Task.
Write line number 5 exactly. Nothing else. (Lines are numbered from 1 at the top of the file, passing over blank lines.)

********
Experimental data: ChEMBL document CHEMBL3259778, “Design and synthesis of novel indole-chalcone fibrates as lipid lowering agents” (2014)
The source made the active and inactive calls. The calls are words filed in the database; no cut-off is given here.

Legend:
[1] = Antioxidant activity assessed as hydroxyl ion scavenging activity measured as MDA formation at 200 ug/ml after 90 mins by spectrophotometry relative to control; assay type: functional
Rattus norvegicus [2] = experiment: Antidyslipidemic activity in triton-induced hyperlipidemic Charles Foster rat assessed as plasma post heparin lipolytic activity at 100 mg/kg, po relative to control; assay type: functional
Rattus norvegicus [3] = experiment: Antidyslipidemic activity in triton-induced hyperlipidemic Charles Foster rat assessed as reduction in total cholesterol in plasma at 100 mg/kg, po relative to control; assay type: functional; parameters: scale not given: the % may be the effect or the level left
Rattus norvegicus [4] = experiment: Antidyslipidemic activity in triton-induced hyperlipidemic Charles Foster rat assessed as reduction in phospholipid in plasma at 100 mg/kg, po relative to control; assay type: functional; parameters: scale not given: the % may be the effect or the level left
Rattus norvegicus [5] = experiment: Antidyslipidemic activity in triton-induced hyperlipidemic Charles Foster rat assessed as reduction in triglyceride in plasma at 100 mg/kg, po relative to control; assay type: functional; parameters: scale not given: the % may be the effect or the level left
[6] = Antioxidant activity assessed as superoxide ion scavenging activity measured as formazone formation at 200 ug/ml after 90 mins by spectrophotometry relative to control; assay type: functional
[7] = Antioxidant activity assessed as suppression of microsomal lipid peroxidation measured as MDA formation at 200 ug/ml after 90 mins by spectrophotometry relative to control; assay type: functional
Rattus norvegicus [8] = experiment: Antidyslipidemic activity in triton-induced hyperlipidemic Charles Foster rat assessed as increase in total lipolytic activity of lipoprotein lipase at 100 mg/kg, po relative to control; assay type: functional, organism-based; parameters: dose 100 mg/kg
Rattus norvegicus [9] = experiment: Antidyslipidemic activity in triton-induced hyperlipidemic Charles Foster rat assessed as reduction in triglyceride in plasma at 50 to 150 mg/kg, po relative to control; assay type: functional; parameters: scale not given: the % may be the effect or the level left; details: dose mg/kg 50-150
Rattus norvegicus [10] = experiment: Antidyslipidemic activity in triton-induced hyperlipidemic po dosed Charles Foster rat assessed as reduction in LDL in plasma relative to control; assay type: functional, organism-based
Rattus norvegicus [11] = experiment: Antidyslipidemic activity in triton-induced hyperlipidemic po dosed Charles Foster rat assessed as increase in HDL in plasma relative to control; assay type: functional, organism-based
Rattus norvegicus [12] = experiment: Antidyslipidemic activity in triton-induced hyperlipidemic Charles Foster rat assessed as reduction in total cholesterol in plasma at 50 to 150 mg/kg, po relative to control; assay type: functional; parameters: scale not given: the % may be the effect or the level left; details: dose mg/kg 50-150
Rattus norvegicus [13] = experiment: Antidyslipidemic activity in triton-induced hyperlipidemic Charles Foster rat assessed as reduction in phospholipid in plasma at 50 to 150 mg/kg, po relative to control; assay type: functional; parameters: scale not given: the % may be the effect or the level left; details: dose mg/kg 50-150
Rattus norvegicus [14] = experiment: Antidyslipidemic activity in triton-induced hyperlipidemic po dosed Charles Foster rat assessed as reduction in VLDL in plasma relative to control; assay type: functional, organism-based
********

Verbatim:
Rattus norvegicus [2] = experiment: Antidyslipidemic activity in triton-induced hyperlipidemic Charles Foster rat assessed as plasma post heparin lipolytic activity at 100 mg/kg, po relative to control; assay type: functional